Councillors slam mobile library
CLARENCE Valley councillors have turned their sights onto the mobile library service, claiming the $148,000 service did not provide value for money.
At Tuesday's Clarence Valley Council environment, planning and community meeting, councillors discussed a proposal to reduce costs of the service by using a smaller vehicle and reducing the number of stops it made to its users in outlying areas of the Valley.
Cr Arthur Lysaught was critical of the costs of the service, considering so many now had access to the "digital highway".
He said spending $148,000 on the 1200 to 1250 mobile library members came in at around $30 a visit and asked if council had done due diligence on the service.
He was also worried proposed cuts to the service would drive down the number of members and increase the cost per member to $50 a visit.
The director of environment, planning and community Des Schroder said the smaller vehicle, and reduced stops would bring the cost per visit to around $20.
He said the vehicle would cost about $100,000 a year to run and the purchase price would be covered by a grant for mobile library services from the State Government.
Cr Andrew Baker said he would like to see figures without the proposed cuts in the number of stops, but suspected the council would have to "join up to reality".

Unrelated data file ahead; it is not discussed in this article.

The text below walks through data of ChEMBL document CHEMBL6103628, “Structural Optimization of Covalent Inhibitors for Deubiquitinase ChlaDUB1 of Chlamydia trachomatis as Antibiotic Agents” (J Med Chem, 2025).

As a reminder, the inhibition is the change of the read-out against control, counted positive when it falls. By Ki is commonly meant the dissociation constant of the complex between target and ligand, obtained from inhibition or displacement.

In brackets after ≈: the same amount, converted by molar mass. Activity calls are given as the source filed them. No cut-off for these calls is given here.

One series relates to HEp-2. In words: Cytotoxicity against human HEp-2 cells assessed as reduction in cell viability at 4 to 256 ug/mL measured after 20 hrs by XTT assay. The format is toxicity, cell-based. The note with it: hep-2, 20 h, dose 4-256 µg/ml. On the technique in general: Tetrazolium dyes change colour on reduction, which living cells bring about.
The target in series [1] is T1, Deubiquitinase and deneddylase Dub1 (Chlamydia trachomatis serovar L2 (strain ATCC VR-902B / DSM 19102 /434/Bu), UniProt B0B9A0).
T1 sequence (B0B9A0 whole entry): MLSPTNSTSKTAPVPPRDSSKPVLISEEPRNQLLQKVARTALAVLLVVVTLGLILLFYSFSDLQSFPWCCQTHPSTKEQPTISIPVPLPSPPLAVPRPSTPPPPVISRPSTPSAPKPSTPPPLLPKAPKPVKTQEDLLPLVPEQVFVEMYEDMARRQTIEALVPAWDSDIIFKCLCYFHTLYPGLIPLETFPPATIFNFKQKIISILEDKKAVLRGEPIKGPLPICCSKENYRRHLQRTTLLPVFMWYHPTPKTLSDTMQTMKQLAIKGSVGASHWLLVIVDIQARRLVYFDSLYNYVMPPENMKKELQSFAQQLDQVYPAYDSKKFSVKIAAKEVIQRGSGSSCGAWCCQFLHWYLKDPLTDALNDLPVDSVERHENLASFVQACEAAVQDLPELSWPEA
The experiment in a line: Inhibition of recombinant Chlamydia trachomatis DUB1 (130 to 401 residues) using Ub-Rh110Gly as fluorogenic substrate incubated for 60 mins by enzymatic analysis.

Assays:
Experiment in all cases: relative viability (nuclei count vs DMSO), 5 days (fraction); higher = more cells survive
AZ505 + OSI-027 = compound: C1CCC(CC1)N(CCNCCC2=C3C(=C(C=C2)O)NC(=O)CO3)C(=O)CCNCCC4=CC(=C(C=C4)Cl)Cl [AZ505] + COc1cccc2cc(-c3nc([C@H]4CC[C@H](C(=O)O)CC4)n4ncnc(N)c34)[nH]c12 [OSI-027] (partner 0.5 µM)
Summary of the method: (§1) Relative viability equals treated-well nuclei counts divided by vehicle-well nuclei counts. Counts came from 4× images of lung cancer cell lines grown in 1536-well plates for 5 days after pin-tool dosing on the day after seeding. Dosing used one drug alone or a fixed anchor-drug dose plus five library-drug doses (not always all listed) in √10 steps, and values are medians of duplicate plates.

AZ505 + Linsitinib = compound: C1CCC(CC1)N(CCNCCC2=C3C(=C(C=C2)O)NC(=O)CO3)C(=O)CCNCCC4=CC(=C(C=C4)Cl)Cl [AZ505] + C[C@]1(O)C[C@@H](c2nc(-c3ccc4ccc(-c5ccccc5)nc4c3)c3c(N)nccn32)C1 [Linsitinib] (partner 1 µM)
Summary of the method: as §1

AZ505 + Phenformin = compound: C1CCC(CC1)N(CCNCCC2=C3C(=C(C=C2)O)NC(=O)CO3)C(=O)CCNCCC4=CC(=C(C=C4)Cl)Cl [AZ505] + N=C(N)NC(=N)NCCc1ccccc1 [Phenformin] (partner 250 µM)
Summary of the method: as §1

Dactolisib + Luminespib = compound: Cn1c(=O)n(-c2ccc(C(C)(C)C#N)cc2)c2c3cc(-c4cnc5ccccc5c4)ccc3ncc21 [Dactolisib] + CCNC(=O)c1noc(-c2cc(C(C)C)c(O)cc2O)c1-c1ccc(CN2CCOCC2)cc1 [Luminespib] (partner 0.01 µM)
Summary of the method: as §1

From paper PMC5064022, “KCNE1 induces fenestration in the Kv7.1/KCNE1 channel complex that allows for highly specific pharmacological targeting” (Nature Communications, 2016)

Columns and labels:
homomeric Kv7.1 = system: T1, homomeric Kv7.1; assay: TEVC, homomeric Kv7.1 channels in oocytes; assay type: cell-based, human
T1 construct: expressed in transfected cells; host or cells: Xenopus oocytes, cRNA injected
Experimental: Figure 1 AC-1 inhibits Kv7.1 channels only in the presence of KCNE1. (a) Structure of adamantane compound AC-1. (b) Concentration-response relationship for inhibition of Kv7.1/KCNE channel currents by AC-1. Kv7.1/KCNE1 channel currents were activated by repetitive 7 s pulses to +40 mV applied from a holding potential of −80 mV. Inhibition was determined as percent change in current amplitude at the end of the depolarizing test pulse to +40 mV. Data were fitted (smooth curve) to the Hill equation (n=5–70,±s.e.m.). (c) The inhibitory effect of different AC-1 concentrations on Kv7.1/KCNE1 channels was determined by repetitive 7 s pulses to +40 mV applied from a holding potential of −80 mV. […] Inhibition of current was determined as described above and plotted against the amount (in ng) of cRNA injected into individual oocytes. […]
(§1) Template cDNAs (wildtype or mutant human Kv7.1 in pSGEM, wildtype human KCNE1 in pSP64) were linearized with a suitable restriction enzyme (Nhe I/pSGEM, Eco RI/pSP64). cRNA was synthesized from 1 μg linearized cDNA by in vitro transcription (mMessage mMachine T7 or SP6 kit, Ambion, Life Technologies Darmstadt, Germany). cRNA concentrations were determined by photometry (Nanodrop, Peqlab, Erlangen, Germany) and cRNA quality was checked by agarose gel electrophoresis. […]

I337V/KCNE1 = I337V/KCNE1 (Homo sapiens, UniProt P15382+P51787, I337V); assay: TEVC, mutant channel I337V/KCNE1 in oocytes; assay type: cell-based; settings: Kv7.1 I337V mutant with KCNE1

"When we go with this $30 a visit and then go off to one of the swimming pools and say we cannot afford you at $27 a visit," he said.
"They'll say we don't go to the library, but we want our $27 a visit swimming pool."
The Mayor, Richie Williamson, said the reduction of the library service was shaping as one of the tough decisions that had to be made.
But he pointed out for many of the mobile library service members, this was the only contact they ever had with the council.
"Some of those communities - not all of them certainly - would not see a great deal of interaction with council in some areas," he said.
"They deserve to have at least some service level provided through the mobile library service."
He said the reduction in the number of stops was justifiable and used the experience of his home town of Coutts Crossing as an example.
"The truck stops at the pre-school and then goes to the hall, which is literally across the road, then it drives up to the school hall 700m away. One stop would cater for all of those."